Secondly, Standard Italian only has five vowels; a, i, u, e, and o, which makes it much easier to distinguish between them on paper. Other examples of languages with five vowel systems are Spanish and Japanese, both of which also have shallow orthographies. Japanese is an interesting case; some words are written using the Japanese characters, which accurately represent the sound of the words, but other words are written with adapted Chinese characters, which represent the meaning of the words and don't represent the sound at all.
French has a deep orthography, but in one direction; while one sound can be written several different ways, there tends to be one specific way of pronouncing a particular vowel or combination of vowels.
For example, the sound [o] can be written au, eau, or o, as in haut, oiseau, and mot; however, the spelling eau can only be pronounced as [o]. English, meanwhile, has a very deep orthography, and has happily resisted spelling reform for centuries interestingly enough, this is not the case in the USA; Noah Webster's American Dictionary of the English Language introduced a successful modern spelling reform programme… or program.
One obvious reason is the lack of a formal academy for the English language - English speakers are rather laissez-faire certainly laissez-faire enough to use French to describe English speakers' attitudes towards English - but there are several other reasons too.
Formed out of a melting pot of European languages - a dab of Latin and Greek here, a pinch of Celtic and French there, a fair old chunk of German, and a few handfuls of Norse - English has a long and complicated history.
Some spelling irregularities in English reflect the original etymology of the words.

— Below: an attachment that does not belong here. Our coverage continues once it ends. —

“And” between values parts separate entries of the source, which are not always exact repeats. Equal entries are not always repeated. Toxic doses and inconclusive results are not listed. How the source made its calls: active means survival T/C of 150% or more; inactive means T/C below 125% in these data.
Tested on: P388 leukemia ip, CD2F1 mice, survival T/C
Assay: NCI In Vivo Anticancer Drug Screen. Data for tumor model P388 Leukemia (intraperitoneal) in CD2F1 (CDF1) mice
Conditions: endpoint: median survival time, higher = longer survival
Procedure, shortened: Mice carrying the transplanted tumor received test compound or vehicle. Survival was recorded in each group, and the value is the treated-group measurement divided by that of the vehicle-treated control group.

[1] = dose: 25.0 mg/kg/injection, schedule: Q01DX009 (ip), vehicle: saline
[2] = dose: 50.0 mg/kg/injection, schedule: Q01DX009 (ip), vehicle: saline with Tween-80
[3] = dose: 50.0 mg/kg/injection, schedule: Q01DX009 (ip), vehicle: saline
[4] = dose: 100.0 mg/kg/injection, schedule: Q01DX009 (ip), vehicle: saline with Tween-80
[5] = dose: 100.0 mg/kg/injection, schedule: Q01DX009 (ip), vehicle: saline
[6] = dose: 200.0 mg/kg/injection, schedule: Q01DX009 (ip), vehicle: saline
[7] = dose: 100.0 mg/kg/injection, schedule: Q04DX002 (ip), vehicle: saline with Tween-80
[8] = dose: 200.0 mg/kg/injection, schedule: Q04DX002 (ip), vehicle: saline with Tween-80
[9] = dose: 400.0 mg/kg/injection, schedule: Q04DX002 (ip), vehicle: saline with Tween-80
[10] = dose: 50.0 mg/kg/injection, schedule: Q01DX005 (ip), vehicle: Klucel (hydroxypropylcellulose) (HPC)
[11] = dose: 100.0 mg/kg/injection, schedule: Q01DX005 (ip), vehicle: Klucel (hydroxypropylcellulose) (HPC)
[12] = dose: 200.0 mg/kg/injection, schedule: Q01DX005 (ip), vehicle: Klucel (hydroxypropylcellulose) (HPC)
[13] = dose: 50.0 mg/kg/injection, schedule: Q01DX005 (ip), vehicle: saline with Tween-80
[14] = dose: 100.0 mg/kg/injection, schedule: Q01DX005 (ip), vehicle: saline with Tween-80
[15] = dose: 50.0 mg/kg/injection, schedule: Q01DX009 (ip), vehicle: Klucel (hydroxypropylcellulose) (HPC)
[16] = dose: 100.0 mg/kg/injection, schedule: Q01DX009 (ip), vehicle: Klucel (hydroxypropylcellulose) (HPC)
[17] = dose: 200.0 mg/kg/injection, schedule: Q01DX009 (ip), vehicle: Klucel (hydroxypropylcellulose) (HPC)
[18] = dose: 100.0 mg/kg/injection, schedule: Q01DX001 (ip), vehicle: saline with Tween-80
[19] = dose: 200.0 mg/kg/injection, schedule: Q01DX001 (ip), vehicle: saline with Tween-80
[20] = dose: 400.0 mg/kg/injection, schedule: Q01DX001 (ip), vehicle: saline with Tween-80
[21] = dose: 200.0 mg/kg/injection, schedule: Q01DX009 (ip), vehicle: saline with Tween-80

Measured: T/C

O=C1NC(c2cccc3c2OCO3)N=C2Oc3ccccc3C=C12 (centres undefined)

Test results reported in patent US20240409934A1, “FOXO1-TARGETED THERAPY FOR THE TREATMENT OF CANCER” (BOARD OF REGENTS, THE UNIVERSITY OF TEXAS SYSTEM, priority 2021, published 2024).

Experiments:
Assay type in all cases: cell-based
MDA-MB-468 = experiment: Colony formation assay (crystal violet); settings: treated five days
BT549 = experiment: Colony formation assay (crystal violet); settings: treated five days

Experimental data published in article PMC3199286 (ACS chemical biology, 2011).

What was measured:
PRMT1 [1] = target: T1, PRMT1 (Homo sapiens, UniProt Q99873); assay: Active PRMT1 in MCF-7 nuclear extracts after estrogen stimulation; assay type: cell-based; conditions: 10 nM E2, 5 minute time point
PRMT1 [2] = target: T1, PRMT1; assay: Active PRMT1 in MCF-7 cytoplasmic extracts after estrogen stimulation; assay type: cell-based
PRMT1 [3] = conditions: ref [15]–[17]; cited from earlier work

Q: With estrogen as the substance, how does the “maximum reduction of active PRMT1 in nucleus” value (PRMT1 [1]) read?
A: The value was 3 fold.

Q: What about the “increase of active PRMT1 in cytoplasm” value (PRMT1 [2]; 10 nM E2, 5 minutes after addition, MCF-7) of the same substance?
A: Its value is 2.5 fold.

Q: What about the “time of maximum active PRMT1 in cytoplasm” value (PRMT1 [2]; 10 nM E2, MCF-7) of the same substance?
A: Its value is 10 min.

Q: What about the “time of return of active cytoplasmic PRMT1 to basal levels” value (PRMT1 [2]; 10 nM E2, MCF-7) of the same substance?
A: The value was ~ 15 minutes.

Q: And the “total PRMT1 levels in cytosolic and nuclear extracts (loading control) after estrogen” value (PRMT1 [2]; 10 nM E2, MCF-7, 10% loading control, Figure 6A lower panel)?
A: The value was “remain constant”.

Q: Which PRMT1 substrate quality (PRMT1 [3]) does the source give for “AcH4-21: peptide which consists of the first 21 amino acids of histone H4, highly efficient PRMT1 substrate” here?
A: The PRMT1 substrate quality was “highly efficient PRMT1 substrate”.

The unpronounced b in doubt and debt harks back to their Latin roots, dubitare and debitum, while the pronunciation of ce- as "se-" in centre, certain, and celebrity is due to the influence of French and send and sell are not "cend" and "cell" because they are Germanic in origin.
All languages change over time, but English had a particularly dramatic set of changes to the sound of its vowels in the middle ages known as the Great Vowel Shift. The early and middle phases of the Great Vowel Shift coincided with the invention of the printing press, which helped to freeze the English spelling system at that point; then, the sounds changed but the spellings didn't, meaning that Modern English spells many words the way they were pronounced years ago.
This means that the Shakespeare's plays were originally pronounced very differently from modern English, but the spelling is almost exactly the same.Many studies have examined ‘morphometric’ neuroimaging of meditation practitioners.
• We conduct a meta-analysis of these gray and white matter differences in meditators. Anatomical terms derive from ancient Greek and Latin words. Because these languages are no longer used in everyday conversation, the meaning of their words does not change.
Anatomical terms are made up of roots, prefixes, and suffixes. Identify the anatomical and functional To describe the functional divisions of the nervous system, The name for that specific structure depends on its location. Find the sessions of your interest in the schedule below. During the conference there are almost sessions spread over 10 rounds of 1 hour each that you can choose from.
IN SHORT: Heart mitral valve disease (MVD) is the leading cause of death of cavalier King Charles spaniels throughout the world. MVD is a polygenetic disease which statistics have shown may afflict over half of all cavaliers by age 5 years and nearly all cavaliers by age 10 years, should they survive that long.
Related WordsSynonymsLegend: Switch to new thesaurus Noun 1. anatomical structure - a particular complex anatomical part of a living thing; "he has good bone structure" bodily structure, body structure, complex body part, structure layer - thin structure composed of a single thickness of cells apodeme - ridge-like ingrowth of the exoskeleton of an arthropod that supports internal organs and.